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Othman Bouabdallah

Economics

Division

Fiscal Policies

Current Position

Principal Economist

Fields of interest

Macroeconomics and Monetary Economics,Public Economics

Email

Othman.Bouabdallah@ecb.europa.eu

Education
1999-2004

PhD Paris1 - Sorbonne

Professional experience
2013-

Economist at the ECB

2009-2013

Economist at Banque de France

2006-2009

Economist at French Ministry of Finance

Teaching experience
2009-2013

Switching regime models in macroeconomics and finance - Superior National School of Advanced Techniques - France

2007-2011

Advanced macroeconometrics - Université Cergy-Pontoise

2006-2008

Advanced Econometrics - Université Paris IX Dauphine

2005-2005

Econometrics - Université Paris IX Dauphine

2001-2005

Statistics - Université d’Evry

2004-2005

Macroeconomics Université d’Evry

1 February 2024
OCCASIONAL PAPER SERIES - No. 337
Details
Abstract
In the low inflation and low interest rate environment that prevailed over the period 2013-2020, many argued that besides expansionary monetary policy, expansionary fiscal policy could also support central banks’ efforts to bring inflation closer to target. During the pandemic, proper alignment of fiscal and monetary policy was again crucial in promoting a rapid macroeconomic recovery. Since the end of 2021 an environment of higher inflation, lower growth, higher uncertainty, and higher interest rates has changed the nature of the required policy mix and poses different challenges to the interaction between monetary and fiscal policy. Following up on the work done under the ECB’s 2020 strategy review (see Debrun et al., 2021), this report explores some of the renewed challenges to monetary and fiscal policy interactions in an environment of high inflation. The main general conclusion is that, with an independent monetary policy that aims to bring inflation back to target in a timely manner, it is still possible to design fiscal policy in a way that protects vulnerable parts of society against the costs of high inflation without pulling against the central bank’s effort to tame inflation. This is more likely to be the case if fiscal measures are temporary and targeted, and if priority is given to structural reforms and public investment in support of potential growth. The latter is particularly effective in reshaping the supply side of the economy in a manner that is likely to have a lasting positive structural impact.
JEL Code
E22 : Macroeconomics and Monetary Economics→Consumption, Saving, Production, Investment, Labor Markets, and Informal Economy→Capital, Investment, Capacity
E52 : Macroeconomics and Monetary Economics→Monetary Policy, Central Banking, and the Supply of Money and Credit→Monetary Policy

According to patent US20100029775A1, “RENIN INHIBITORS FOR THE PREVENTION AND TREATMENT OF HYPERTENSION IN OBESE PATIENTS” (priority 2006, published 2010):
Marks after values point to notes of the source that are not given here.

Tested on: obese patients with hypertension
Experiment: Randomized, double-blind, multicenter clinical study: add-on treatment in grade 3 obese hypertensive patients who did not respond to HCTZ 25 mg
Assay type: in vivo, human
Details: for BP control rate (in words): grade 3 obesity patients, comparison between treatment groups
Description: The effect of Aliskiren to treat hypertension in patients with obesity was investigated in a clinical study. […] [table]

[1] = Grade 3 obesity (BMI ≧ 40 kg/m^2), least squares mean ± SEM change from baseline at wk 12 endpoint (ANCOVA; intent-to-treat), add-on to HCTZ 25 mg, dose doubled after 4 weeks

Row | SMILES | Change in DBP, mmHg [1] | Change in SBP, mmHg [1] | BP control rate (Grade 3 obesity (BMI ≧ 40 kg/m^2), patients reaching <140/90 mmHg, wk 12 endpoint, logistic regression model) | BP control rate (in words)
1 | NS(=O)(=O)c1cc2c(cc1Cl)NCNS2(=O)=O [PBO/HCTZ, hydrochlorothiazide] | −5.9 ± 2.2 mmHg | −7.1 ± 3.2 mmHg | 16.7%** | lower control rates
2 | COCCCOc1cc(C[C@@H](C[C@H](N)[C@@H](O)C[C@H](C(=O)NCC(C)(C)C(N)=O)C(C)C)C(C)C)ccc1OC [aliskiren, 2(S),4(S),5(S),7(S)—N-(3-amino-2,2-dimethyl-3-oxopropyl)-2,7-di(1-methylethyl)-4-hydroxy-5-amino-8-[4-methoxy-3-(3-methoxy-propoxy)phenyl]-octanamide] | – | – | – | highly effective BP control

E58 : Macroeconomics and Monetary Economics→Monetary Policy, Central Banking, and the Supply of Money and Credit→Central Banks and Their Policies
E62 : Macroeconomics and Monetary Economics→Macroeconomic Policy, Macroeconomic Aspects of Public Finance, and General Outlook→Fiscal Policy
9 November 2023
WORKING PAPER SERIES - No. 2871
Details
Abstract
In most euro area countries, the monetary/fiscal policy mix is responsible for the changing history of debt and inflation facts. Using a Dynamic Stochastic General Equilibrium model with Markov-switching policy rules, we identify three distinct monetary/fiscal regimes in France and Italy: a Passive Monetary-Active Fiscal regime (PM/AF) before the late 80s/early 90s; an Active Monetary-Passive Fiscal regime (AM/PF) with central bank independence and EMU convergence; a third regime with policy rates at the effective lower bound combined with fiscal active behavior to sustain the recovery. Our simulations reveal that the PM/AF regime in France led to price volatility and debt stabilisation, while the AM/PF regime resulted in disinflation and rising debt trajectory. Meanwhile, Italy’s procyclical fiscal policy in downturns contributed to persisting imbalances, high aggregate volatility, and low growth.
JEL Code
E63 : Macroeconomics and Monetary Economics→Macroeconomic Policy, Macroeconomic Aspects of Public Finance, and General Outlook→Comparative or Joint Analysis of Fiscal and Monetary Policy, Stabilization, Treasury Policy
E62 : Macroeconomics and Monetary Economics→Macroeconomic Policy, Macroeconomic Aspects of Public Finance, and General Outlook→Fiscal Policy
E32 : Macroeconomics and Monetary Economics→Prices, Business Fluctuations, and Cycles→Business Fluctuations, Cycles
E52 : Macroeconomics and Monetary Economics→Monetary Policy, Central Banking, and the Supply of Money and Credit→Monetary Policy
C32 : Mathematical and Quantitative Methods→Multiple or Simultaneous Equation Models, Multiple Variables→Time-Series Models, Dynamic Quantile Regressions, Dynamic Treatment Effect Models, Diffusion Processes
13 February 2023
ECONOMIC BULLETIN - ARTICLE
Economic Bulletin Issue 2, 2023
Details
Abstract
This article assesses the relation between fiscal policy and inflation, with a focus on the euro area and the period 2022-25 (corresponding to the horizon of the December 2022 Eurosystem staff macroeconomic projections for the euro area). Overall, the article concludes that, even without the discretionary policy response to the high energy prices and inflation (assessed at close to 2% of GDP over the 2022-23 period), the euro area budget balance could be negatively affected by the current high inflation beyond the short term. This is primarily explained by the nature of the inflation shock, which has a substantial external, energy-driven component, and its large size. Such factors lead to more limited gains on the revenue side of the budget, which in turn can easily be outweighed in the following years by extra spending pressures. In terms of the euro area debt-to-GDP ratio, the analysis shows that a negative impact on economic activity from an adverse supply shock, given the monetary policy reaction, may outweigh the positive initial impact of higher inflation through the denominator effect. The discretionary fiscal policy measures that have so far been adopted to shield the economy from the impact of high inflation in turn lower the inflationary pressures over the 2022-23 period, with a broad estimated reversal of the effect afterwards. The degree to which these fiscal measures will influence price dynamics is highly uncertain.